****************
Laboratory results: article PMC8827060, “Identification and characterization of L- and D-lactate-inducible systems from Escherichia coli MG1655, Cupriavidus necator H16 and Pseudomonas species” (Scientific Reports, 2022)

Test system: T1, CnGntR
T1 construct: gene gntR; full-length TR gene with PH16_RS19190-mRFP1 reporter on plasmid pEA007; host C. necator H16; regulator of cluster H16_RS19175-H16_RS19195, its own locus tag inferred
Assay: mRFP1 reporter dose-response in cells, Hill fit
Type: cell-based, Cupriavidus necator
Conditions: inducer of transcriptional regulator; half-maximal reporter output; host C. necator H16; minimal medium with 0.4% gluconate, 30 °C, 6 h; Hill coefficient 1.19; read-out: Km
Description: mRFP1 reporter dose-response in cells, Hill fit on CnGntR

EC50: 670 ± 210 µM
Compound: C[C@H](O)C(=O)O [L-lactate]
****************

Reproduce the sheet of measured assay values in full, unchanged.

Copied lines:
Laboratory results: article PMC8827060, “Identification and characterization of L- and D-lactate-inducible systems from Escherichia coli MG1655, Cupriavidus necator H16 and Pseudomonas species” (Scientific Reports, 2022)

Test system: T1, CnGntR
T1 construct: gene gntR; full-length TR gene with PH16_RS19190-mRFP1 reporter on plasmid pEA007; host C. necator H16; regulator of cluster H16_RS19175-H16_RS19195, its own locus tag inferred
Assay: mRFP1 reporter dose-response in cells, Hill fit
Type: cell-based, Cupriavidus necator
Conditions: inducer of transcriptional regulator; half-maximal reporter output; host C. necator H16; minimal medium with 0.4% gluconate, 30 °C, 6 h; Hill coefficient 1.19; read-out: Km
Description: mRFP1 reporter dose-response in cells, Hill fit on CnGntR

EC50: 670 ± 210 µM
Compound: C[C@H](O)C(=O)O [L-lactate]